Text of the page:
Because the state court's decision contravened these bedrock principles, it was "contrary to" clearly established Supreme Court precedent. 28 U.S.C. § 2254(d)(1). Furthermore, because Godoy established the presumption of prejudice, but it is unclear from the existing record whether he, in fact, suffered prejudice, Godoy is entitled to an evidentiary hearing. We therefore reverse the judgment of the district court and remand with instructions to hold a hearing to "determine the circumstances [of Juror 10's misconduct], the impact thereof upon the jur[y], and whether or not it was prejudicial." Remmer, 347 U.S. at 230.

         I

         A

         Enrique Godoy was convicted of second-degree murder by a Los Angeles County Superior Court jury. A week before his June 12, 2006 sentencing, he moved for a new trial alleging that Juror 10 had improperly communicated about the case with a judge friend. Godoy argued that because Juror 10's misconduct "injected . . . improper considerations into the jury's deliberations, " "prejudice is presumed, [and] the prosecutor must rebut the presumption or lose the verdict." He argued that "once the court is informed of potential juror misconduct, the court must then conduct hearings to ascertain whether such misconduct has in fact occurred."

         To substantiate his allegations, Godoy brought to the June 12 sentencing hearing alternate juror "E.M." The trial judge, apparently believing E.M.'s testimony would impermissibly impeach the jury's verdict, refused to hear live testimony from her, insisting instead that Godoy obtain a sworn declaration. See Pena-Rodriguez v. Colorado, 137 S.Ct. 855, 861 (2017) (describing the no-impeachment rule). Moreover, because Godoy had not previously informed the state he intended to have E.M. testify, the state sought a continuance to interview her and discover what she had to say.

         The trial court put the hearing over to June 29. To facilitate the state's discovery in the interim, the court obtained E.M.'s contact information and informed her that the state would likely contact her for an interview. E.M. gave her cell phone number and address, and she indicated her willingness to speak with the state. We do not know whether the state followed up with E.M., and the state never offered evidence from E.M. regarding Juror 10's communications.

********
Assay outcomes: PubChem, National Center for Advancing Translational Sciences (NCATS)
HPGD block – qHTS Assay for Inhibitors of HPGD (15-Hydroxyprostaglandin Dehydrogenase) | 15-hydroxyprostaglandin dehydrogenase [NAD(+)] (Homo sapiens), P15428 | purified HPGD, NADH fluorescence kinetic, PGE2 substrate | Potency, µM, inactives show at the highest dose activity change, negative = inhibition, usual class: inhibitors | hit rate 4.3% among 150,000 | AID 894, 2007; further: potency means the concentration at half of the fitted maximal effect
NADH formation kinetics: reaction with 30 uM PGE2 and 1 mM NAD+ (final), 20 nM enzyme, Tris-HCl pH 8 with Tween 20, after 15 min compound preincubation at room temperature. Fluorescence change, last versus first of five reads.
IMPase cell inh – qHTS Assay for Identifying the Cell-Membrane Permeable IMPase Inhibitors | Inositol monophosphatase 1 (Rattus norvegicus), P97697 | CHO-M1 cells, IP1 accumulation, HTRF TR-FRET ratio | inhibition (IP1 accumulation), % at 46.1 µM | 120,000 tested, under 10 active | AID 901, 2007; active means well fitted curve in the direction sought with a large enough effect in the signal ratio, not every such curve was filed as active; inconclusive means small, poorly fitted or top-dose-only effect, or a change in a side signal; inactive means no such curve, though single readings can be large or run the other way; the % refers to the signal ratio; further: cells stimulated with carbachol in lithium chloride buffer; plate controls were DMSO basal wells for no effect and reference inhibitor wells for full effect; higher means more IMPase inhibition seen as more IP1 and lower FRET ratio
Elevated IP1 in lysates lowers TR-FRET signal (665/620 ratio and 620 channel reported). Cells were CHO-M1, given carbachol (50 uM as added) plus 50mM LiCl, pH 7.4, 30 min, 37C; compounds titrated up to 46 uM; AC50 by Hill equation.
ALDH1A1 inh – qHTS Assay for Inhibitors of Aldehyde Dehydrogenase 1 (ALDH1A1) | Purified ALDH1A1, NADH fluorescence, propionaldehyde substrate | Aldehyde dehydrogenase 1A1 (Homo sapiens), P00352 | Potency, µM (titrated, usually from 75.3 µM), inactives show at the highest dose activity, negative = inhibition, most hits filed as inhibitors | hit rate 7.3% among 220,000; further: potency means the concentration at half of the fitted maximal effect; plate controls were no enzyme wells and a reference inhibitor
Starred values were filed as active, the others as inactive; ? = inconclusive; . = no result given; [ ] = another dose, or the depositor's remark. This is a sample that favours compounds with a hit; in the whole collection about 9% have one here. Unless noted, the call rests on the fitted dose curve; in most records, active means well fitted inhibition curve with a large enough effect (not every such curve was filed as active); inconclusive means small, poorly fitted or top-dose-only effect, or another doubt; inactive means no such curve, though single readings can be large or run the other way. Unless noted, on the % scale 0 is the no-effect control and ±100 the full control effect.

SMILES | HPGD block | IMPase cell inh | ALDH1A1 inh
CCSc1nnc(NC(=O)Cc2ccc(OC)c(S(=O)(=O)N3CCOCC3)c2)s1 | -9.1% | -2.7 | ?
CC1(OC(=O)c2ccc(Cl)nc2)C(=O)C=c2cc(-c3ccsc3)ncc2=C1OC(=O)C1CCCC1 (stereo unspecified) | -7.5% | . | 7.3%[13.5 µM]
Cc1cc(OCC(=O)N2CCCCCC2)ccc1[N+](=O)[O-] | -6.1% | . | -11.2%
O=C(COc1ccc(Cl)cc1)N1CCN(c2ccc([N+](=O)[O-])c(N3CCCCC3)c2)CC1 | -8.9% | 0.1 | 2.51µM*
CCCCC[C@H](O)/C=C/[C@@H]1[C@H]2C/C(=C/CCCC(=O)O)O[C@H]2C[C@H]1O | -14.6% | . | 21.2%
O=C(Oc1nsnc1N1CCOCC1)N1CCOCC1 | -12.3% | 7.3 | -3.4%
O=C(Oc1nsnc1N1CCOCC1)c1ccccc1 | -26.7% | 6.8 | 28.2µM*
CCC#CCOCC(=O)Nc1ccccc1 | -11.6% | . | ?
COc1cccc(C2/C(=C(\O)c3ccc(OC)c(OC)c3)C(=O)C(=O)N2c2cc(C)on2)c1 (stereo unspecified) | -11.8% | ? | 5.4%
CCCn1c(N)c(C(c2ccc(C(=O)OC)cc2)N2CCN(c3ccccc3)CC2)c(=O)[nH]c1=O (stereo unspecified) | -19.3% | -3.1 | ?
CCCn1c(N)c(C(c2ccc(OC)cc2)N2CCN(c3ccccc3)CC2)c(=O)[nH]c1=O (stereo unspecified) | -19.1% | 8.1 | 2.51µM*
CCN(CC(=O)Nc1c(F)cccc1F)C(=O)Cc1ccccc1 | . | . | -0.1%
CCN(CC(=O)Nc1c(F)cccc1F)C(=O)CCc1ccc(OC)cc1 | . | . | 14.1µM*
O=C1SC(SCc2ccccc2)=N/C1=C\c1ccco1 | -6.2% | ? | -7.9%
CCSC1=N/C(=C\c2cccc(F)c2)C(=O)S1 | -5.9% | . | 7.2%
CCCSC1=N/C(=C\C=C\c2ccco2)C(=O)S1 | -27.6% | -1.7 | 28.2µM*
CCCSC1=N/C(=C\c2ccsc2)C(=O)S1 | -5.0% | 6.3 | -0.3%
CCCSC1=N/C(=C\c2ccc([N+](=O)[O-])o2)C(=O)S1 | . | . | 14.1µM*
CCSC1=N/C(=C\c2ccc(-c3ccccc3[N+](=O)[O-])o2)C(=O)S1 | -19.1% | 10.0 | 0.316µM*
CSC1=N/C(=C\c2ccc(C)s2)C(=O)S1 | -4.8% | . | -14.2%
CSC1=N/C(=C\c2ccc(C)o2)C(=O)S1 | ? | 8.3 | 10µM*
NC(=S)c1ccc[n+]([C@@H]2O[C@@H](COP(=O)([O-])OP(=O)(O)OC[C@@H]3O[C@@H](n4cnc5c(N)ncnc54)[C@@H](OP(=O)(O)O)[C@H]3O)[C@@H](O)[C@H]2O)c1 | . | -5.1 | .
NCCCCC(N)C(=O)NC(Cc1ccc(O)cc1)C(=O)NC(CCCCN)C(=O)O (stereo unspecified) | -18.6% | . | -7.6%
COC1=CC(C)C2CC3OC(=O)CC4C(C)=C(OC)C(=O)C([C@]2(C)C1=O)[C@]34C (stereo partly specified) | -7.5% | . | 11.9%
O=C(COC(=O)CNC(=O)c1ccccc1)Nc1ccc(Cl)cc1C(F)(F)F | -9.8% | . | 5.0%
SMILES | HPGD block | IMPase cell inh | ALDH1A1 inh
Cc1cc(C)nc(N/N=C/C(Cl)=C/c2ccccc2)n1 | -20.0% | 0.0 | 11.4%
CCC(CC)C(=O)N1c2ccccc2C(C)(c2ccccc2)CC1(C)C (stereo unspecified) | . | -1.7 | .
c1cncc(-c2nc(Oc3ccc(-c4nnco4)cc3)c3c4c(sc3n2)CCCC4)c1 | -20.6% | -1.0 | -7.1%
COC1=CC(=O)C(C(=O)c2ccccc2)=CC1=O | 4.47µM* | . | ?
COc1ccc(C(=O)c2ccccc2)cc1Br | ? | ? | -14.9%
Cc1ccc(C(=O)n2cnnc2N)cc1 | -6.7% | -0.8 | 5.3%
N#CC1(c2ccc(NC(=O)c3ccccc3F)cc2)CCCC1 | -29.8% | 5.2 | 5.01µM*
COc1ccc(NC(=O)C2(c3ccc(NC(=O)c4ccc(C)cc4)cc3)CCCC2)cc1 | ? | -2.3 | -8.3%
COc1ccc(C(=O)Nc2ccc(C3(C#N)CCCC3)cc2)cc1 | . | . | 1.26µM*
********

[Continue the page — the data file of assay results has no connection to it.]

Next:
On June 22, Godoy sent the prosecutor a declaration about Juror 10's misconduct, from alternate juror N.L., who wrote that

[d]uring the course of the trial, juror number ten kept continuous communication with a gentleman up north, who she referred to as her "judge friend." Juror number ten explained to us, the jury as a whole, that she had a friend that was a judge up north. From the time of jury selection until the time of verdict, juror number ten would communicate with her "judge friend" about the case via her T-Mobile Blackberry, a two way text paging system. When the jury was not sure what was going on or what procedurally would happen next, juror number ten would communicate with her friend and disclose to the jury what he said.

         The state responded to N.L.'s declaration on June 27, two days before the continuation of sentencing. It offered no evidence contrary to the declaration. The state argued instead that the declaration was inadmissible and that it failed to show juror misconduct in the first place because the alleged communications involved procedural issues. As to prejudice, the state simply argued that "the defendant is unable to show any."

         On June 29, the court proceedings reconvened. Although no more progress was made toward resolving Godoy's allegations, the trial court denied Godoy's request for another adjournment and then - without explanation - denied his motion for a new trial. Neither Godoy nor the state made any further argument or offered any further evidence ...